Montana Fish, Wildlife, and Parks announced on Monday that the U.S. Department of the Interior has approved paintballing and cracker shells for use by landowners to haze bears.
FWP said on its Prairie Bear Monitor page:
- We are excited to announce that we have finally secured paintballing as a legal means of landowners hazing bears! For years we have been trying to get paintballing approved and a new federal order does just that. The new Department of Interior Secretarial order has allowed the United States Fish and Wildlife Service (USFWS) to expand its landowner grizzly bear deterrence guidelines – with paintballing and cracker shells explicitly approved for public use. Many people have been using these aversive conditioning methods for years, but previously we were operating in a legal gray zone - this order now specifically allows landowners to use these useful and effective conflict prevention tools! Hazing is imperative for keeping bears afraid of people and away from our residences and infrastructure.
FWP also announced that USFWS plans to contract and fund two U.S. Department of Agriculture Wildlife Services bear management specialists.
In 2019, FWP captured nine grizzly bears in several areas east of Highway 89 and Simms. Capture outcomes were determined through coordination with U.S. Fish & Wildlife Service and Interagency grizzly bear guidelines due to their federally protected status. The bears that were relocated or preemptively collared caused no additional complaints. Five grizzlies were caught on Dupuyer creek in May, where they were concentrating around a boneyard. Here is the breakdown:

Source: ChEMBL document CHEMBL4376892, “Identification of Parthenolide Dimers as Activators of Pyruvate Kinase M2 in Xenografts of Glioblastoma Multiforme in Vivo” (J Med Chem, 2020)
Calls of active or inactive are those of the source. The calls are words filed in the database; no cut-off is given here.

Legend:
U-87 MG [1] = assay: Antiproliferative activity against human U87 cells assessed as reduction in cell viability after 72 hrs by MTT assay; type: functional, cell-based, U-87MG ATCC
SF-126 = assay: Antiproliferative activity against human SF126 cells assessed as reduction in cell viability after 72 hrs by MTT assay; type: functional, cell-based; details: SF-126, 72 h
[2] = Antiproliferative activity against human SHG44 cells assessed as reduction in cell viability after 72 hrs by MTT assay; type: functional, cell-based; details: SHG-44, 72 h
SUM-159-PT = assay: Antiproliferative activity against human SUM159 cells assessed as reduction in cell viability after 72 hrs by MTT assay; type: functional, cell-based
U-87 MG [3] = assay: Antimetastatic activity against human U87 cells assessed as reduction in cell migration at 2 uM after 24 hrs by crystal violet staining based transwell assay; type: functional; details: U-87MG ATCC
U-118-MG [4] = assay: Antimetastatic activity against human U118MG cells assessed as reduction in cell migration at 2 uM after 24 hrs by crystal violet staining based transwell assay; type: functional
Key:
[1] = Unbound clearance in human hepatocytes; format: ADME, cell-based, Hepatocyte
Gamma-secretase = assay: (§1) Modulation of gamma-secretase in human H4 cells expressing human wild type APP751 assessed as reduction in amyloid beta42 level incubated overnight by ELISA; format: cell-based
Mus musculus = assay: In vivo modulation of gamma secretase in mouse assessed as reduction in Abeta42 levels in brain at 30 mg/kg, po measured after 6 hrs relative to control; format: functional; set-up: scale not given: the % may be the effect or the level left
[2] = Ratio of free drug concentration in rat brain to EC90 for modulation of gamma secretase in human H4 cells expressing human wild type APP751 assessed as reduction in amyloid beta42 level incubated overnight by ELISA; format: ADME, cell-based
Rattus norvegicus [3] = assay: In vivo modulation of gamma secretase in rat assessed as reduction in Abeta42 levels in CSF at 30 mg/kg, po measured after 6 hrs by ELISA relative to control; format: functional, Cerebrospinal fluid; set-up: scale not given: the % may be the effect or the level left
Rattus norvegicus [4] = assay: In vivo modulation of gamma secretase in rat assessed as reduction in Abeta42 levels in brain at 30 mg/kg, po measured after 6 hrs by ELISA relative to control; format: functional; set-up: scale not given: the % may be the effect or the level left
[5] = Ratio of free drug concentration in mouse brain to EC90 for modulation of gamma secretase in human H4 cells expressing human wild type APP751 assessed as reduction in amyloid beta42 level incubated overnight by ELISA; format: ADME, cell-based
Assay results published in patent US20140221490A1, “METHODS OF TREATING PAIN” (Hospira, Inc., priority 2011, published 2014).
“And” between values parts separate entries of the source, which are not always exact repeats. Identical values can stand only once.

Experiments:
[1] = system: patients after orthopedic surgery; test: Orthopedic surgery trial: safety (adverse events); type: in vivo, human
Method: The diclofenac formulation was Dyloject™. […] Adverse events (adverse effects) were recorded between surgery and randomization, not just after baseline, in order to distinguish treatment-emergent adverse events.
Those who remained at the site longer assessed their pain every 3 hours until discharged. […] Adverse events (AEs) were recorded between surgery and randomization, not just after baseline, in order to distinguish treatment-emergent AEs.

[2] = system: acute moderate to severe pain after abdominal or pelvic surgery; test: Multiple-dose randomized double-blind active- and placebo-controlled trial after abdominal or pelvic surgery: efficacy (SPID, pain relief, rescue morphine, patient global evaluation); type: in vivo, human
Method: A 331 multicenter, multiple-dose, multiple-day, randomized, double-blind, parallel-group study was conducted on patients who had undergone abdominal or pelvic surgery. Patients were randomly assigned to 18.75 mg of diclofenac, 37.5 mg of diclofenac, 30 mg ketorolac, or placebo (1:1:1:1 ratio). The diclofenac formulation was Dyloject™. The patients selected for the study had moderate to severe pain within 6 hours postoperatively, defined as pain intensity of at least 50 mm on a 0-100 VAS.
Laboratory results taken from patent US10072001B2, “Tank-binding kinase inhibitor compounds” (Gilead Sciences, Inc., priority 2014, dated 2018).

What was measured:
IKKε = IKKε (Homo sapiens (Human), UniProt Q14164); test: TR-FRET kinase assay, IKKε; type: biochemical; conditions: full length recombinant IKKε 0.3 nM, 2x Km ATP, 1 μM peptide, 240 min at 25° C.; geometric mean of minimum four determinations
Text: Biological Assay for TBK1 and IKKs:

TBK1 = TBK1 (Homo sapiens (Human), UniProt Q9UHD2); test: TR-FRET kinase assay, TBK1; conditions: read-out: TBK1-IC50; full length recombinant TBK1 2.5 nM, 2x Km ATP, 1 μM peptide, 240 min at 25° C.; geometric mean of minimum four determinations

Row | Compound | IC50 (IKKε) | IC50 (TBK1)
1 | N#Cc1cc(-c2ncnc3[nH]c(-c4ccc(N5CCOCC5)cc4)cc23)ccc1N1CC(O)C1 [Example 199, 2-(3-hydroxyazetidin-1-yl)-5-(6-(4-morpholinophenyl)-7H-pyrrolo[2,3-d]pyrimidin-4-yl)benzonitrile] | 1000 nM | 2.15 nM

1. On May 1st, a subadult male was euthanized on the Sun River due to his involvement with three calf depredations and three calf attacks (additional five calves missing). USDA Wildlife Services capture.
2. A non-conflict subadult male was captured on Dupuyer creek at the site of a calf depredation. It was released on-site with landowner permission (5/18/2019).
3. A non-conflict adult female was captured on Dupuyer creek at the site of a calf depredation. It was relocated to the Blackleaf WMA (5/19/2019). USDA Wildlife Services capture.
4. A non-conflict subadult male was captured on Dupuyer creek at the site of a calf depredation. It was relocated to the Blackleaf WMA (5/19/2019).
5. A 23-year-old female was captured on Dupuyer creek due to calf depredation. She was relocated to the North Fork of the Flathead (5/20/2019). USDA Wildlife Services capture.
6. A yearling male was captured on Dupuyer creek due to his involvement with a single calf depredation. He was relocated to the North Fork of the Flathead with his mother (5/19/2019).
7. A yearling female was captured (bear in photograph) as a preemptive action because she was frequenting areas near residences north of Conrad (6/14/2019).
8. An adult male was preemptively collared on Cut Bank Creek (7/11/2019).
9. A subadult male was euthanized on the Marias river for killing 41 sheep (7/19/2019).